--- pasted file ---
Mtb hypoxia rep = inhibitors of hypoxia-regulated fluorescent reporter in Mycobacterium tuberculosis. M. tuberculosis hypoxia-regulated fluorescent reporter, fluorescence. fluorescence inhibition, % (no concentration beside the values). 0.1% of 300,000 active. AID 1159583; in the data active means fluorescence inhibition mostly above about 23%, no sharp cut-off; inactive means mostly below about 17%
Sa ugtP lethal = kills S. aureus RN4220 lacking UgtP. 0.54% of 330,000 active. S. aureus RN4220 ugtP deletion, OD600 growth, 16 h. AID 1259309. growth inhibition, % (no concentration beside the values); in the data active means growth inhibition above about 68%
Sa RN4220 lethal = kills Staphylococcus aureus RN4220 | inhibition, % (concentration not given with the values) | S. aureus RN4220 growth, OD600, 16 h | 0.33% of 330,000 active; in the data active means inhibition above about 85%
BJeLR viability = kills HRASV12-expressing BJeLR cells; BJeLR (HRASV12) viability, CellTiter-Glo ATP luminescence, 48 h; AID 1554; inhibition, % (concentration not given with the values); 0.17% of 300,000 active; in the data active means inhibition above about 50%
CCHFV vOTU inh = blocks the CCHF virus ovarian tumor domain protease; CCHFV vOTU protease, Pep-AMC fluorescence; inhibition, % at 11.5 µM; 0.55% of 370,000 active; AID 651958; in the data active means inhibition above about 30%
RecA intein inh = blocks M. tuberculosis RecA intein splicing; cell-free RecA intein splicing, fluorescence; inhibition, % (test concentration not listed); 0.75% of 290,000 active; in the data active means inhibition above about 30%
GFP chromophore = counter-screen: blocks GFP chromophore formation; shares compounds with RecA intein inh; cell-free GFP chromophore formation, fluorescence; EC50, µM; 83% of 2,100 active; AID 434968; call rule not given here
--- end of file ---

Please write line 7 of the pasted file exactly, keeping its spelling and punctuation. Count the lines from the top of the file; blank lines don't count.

GFP chromophore = counter-screen: blocks GFP chromophore formation; shares compounds with RecA intein inh; cell-free GFP chromophore formation, fluorescence; EC50, µM; 83% of 2,100 active; AID 434968; call rule not given here